I had this annoying problem with recalling content of books I read. While reading them I had all these good ideas, all these statements that I agreed with and said to myself – those are wise words, words to live by, advice I should remember etc. Then a few weeks or maybe even days in extreme cases go by – and puf! Gone are all the good things I told myself I should have remembered.
I read quite a lot, or try to read as much as I can in between running a start-up, keeping fit and socialize. I love to read. I read all kinds of different stuff; a lot about psychology, philosophy, business books, biographies and for bed-time reading often something more easily digestible, that can make my mind unwind.
Reading a lot gives me a lot of ideas and inspiration, but if only 10% of the things I wanted to remember actually sticks, then it is kind of wasted time and energy. Time and energy that could be better spent elsewhere. But as I love my reading, I was looking for a way to make more stick, rather than decrease the amount of time spent reading.
What I found was a rather obvious technique, but to implement it, I had to change my position on what to do with my books. First part of the technique is marking interesting passages, paragraphs etc. in the book. If something rings true to you – make a mark. If it makes you think about something, write that in the margin. In other words, make your books personal.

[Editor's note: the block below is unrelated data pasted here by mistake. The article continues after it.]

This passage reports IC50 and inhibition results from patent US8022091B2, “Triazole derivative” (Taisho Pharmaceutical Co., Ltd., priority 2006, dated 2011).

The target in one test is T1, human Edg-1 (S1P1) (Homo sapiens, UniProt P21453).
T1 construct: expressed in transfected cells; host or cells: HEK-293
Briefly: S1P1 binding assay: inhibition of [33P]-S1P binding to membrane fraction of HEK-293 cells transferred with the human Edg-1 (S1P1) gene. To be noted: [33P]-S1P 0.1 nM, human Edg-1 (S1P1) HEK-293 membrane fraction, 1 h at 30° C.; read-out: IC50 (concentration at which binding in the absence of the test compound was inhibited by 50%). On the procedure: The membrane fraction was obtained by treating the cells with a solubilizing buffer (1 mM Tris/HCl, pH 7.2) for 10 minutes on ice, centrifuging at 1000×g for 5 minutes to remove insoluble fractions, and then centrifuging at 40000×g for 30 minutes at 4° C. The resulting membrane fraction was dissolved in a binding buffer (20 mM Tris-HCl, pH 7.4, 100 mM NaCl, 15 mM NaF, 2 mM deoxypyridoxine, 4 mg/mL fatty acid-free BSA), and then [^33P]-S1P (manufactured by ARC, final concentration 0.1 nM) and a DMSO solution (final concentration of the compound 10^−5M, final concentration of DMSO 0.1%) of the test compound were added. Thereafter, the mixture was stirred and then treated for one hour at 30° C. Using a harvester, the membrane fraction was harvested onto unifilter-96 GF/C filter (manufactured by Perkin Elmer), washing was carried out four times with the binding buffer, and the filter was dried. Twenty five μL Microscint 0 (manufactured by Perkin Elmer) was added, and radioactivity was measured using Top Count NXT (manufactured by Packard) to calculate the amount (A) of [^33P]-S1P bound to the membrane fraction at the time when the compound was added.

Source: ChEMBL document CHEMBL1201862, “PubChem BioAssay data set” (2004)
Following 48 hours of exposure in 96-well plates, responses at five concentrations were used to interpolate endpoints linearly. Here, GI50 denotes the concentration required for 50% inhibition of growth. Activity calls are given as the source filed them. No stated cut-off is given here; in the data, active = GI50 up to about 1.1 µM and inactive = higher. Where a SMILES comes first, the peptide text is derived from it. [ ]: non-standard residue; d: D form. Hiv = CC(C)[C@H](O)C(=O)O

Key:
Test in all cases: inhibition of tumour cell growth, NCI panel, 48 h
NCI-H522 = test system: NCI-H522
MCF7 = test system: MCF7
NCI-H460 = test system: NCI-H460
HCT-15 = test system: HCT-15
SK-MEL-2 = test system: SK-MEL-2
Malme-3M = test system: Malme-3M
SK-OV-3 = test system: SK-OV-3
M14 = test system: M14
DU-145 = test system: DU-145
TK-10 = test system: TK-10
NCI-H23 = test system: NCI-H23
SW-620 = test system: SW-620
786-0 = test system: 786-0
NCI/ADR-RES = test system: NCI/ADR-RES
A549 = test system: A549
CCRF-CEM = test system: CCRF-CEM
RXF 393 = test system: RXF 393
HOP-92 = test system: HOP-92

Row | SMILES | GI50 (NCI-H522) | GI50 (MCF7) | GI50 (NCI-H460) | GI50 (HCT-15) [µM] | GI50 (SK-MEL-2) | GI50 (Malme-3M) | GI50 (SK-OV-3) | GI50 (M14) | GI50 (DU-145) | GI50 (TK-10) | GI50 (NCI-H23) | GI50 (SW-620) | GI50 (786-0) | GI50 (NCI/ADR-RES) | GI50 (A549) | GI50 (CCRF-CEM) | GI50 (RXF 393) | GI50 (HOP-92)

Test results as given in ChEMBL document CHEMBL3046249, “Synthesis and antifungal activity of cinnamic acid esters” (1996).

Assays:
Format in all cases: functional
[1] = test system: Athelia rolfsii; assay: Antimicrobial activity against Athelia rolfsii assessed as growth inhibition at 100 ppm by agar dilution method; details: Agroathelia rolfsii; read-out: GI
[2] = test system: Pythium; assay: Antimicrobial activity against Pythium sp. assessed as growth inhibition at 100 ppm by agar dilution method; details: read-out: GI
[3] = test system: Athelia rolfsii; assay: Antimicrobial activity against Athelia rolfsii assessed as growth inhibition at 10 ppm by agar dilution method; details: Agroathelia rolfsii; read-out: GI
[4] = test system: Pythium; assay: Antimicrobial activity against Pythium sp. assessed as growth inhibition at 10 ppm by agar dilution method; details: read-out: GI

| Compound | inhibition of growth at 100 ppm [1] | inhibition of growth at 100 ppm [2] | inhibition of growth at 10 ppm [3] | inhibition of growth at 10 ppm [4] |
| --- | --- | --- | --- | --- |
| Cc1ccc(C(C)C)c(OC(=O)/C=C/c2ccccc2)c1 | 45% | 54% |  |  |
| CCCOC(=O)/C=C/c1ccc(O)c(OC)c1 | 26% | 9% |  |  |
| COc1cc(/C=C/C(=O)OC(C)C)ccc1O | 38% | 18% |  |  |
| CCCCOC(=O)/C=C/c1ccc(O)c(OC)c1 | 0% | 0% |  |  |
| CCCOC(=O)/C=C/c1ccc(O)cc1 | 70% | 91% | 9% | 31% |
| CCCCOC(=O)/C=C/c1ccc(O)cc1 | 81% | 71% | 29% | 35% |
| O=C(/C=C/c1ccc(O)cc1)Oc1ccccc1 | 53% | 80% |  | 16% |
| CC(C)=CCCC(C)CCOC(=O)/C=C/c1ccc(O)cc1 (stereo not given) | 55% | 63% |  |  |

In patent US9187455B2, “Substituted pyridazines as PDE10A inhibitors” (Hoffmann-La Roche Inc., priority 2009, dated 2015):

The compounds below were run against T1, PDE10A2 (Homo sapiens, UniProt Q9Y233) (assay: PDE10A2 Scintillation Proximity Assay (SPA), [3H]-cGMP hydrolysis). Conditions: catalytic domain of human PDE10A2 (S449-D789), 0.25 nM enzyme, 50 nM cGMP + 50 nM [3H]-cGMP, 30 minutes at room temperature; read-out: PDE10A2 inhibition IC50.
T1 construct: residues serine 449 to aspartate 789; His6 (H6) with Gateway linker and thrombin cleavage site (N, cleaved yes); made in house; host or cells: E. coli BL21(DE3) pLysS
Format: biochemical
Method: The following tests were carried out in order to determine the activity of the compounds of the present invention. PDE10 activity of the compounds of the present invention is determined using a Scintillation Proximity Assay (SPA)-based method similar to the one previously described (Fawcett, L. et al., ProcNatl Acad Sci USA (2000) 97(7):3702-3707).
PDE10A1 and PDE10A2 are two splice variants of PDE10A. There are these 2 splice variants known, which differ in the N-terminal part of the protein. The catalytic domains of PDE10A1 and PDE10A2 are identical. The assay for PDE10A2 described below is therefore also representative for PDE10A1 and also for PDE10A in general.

This was quite odd to me at first. I had never written in any of my books; it seemed a bit wrong. But once I got started it really feels natural. I mark the lines with interesting content in the margin instead of underlining them, as this is just easier. Underlining often ends up crossing lines of text instead of actually underlining them – at least in my case.
Second step is getting back to the book a few weeks after you have read it. Browse through it, read the passages you marked while reading, take notes either on a piece of paper or whatever you like. Draw a mind-map if thats your favorite way to key together large amounts of information. This will first of all make more of the book stick immediately as you actively write notes, but these notes can also act as an instant resume, if you some years down the line needs to refresh your memory on the content of that book.
Of course this is primarily useful for books you actively seek to get something out of. Business books, books on personal development etc. I will probably combine this technique with the use of my blog to create a resume of what the book is all about, my personal thoughts and recommendations. Since I read a lot, I might as well share some of the information, when the sharing also aids my own memory then everyone is able to gain from it.